As for the Korean movie that is likely to cop the Oscar for Best Foreign Language Film, it just might be the worst movie I have ever seen. To be fair, a few of my friends liked it. Apparently, there’s no accounting for movies or, possibly, even for friends.
It’s been heartbreaking to see fires destroying great swaths of Australia and to know that the homes and habitats of thousands of people and millions of animals are being engulfed in flames. It is so unfair, especially when there are so many nations that deserve to be turned into blazing infernos.
As if it’s not bad enough that California is home to the likes of Nancy Pelosi, Adam Schiff, Eric Swalwell, Maxine Waters, Kamala Harris, thousands of drugged and loony street dwellers and millions of illegal aliens, we also have to put up with leaf-blowers.
They are allegedly illegal or at least they used to be, but since all the gardeners use them and all the gardeners are Latinos, the law has never been enforced.
If you’re a baseball fan, you know that the catcher’s mitt, mask, pads and crotch cup, have been referred to as the tools of ignorance. It’s a misnomer, of course, because as everyone knows, the catcher is the most intelligent member of the team, which helps to explain why so many go on to become big league managers.
But a leaf-blower truly is a tool of ignorance. In case they are banned where you live, they’re like vacuum cleaners, except that the gardeners who tote them over their shoulder, use them to blow leaves rather than vacuum them. That means they will spend 20 minutes blowing air at the leaves that only moves them eventually in the street or on to a neighbor’s lawn.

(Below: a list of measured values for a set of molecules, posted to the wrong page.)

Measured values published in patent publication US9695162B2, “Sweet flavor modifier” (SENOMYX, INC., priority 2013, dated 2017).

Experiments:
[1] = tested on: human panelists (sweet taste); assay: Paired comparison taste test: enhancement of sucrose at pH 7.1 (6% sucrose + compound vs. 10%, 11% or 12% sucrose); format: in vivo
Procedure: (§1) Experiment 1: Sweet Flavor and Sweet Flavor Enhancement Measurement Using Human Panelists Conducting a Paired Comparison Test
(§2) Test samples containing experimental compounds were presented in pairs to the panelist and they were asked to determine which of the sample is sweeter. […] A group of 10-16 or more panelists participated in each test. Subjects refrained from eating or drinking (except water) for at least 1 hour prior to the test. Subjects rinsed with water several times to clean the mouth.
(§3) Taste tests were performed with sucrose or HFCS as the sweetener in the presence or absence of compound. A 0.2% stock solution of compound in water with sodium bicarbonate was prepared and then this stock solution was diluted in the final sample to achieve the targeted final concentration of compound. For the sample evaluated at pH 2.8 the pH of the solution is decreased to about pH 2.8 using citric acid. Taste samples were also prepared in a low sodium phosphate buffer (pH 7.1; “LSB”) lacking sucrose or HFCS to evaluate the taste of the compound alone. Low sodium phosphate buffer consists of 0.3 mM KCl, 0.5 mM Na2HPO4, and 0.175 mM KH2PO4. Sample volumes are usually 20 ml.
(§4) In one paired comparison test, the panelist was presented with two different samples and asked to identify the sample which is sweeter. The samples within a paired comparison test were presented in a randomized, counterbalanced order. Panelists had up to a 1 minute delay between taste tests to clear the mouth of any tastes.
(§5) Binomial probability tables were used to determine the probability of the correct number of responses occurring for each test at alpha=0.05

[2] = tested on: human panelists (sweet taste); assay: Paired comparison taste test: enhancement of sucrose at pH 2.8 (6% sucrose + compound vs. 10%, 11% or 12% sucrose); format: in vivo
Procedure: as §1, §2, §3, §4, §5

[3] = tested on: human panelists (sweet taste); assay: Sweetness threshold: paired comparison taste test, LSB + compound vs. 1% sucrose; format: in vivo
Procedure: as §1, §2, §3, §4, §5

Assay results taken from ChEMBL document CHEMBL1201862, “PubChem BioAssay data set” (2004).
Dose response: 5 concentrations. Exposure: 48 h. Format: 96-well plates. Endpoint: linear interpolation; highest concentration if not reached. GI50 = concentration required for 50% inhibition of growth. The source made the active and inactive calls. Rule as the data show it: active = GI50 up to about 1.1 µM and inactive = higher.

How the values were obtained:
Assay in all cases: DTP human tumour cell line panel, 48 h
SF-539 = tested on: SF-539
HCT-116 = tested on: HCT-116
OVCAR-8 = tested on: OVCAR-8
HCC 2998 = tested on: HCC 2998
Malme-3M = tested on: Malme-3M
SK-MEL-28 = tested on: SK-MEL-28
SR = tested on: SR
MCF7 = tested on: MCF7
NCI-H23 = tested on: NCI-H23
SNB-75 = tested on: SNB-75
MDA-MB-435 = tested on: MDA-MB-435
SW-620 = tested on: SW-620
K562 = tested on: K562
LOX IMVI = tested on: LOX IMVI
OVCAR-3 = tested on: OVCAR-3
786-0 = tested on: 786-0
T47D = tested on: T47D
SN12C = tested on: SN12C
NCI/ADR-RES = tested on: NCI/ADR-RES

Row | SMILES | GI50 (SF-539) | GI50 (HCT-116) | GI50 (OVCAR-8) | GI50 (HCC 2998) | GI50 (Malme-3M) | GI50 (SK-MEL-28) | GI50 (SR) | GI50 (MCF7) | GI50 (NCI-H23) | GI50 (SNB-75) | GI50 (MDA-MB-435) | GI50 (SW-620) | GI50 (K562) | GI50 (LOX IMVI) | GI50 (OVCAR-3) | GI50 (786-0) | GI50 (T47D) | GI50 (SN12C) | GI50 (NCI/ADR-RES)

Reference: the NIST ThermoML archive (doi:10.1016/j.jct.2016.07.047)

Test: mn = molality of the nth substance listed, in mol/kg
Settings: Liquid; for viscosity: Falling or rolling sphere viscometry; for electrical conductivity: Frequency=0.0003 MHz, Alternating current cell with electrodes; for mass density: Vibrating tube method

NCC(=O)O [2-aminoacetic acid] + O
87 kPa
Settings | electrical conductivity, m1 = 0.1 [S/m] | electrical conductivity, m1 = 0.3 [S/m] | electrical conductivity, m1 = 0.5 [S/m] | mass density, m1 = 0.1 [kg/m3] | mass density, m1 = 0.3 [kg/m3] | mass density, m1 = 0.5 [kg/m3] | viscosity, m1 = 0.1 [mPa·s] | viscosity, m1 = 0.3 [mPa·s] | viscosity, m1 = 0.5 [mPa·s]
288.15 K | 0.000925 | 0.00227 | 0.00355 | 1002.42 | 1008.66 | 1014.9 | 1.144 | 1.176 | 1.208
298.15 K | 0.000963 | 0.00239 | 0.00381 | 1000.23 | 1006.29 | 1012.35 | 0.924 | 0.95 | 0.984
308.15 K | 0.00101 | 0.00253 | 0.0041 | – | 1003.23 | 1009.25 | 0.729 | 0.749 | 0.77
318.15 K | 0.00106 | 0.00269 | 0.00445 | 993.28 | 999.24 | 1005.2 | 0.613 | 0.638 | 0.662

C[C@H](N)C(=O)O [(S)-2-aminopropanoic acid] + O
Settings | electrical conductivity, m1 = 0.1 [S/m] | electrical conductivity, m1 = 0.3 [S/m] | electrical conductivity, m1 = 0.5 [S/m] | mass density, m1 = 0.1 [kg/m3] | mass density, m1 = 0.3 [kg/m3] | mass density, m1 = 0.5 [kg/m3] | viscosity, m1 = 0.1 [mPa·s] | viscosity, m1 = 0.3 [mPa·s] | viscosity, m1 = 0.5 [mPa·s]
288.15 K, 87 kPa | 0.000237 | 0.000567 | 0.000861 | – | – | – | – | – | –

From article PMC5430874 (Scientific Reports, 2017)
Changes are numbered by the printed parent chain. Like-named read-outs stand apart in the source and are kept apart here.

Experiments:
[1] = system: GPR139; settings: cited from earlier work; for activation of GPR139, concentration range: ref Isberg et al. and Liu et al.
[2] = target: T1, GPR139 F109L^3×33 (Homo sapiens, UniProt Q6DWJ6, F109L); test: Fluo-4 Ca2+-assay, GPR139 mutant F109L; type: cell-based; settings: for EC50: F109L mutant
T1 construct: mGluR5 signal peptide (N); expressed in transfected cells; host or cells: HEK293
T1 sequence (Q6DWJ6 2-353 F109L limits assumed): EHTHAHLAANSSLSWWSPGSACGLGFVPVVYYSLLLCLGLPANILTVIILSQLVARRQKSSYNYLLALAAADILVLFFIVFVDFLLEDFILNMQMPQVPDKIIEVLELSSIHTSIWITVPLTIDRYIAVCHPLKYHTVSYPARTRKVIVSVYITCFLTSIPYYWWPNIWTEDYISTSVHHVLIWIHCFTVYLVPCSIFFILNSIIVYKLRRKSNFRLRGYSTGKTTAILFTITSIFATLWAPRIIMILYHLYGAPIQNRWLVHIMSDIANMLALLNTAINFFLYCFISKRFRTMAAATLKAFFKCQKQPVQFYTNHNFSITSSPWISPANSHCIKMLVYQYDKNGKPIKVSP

If they reversed the air flow and connected sacks to the devices, they could collect them in a sack the way a vacuum cleaner does. It would cut the time the machines were being used, thus lessening the amount of noise, and would result in the leaves being removed and not just moved from one place to another.
You might wonder if they also use these gas-guzzling machines when vacuuming their own homes. My guess is they don’t. I suspect the gardeners know exactly what they’re doing but enjoy annoying the gringos whom they hold responsible for stealing California from their ancestors.
One of my female subscribers let me know that she has little patience with the Hollywood actresses who, in order to further their careers, endured Harvey Weinstein’s sexual demands and then turned around and joined #MeToo midst much fanfare.
Her point was that If the price one has to pay for a possible acting career is too steep, you simply choose a different career. You shouldn’t get away with playing the innocent victim.
I happen to agree. I find it impossible to choose sides when my choices are either swinish men or overly-ambitious hypocritical women.
Proving there are also swinish women, I recently learned that aging starlet Gwyneth Paltrow’s company, GOOP, is selling a scented candle she calls “This Smells Like My Vagina” for $75. Proving that some people have far more money than they’re supposed to, the initial batch of candles have already sold out.
I’m not usually a litigious person, but it seems to me that a class action suit is in order.
If she were accused of engaging in false advertising, wouldn’t Ms. Paltrow have to prove to the jury’s satisfaction that her female organ really does smell like a combination of geranium, citrusy bergamot and cedar, the way her ad copy claims?
I couldn’t help thinking how much money Monica Lewinsky might have made if only she’d thought to bring out a line of expensive cigars.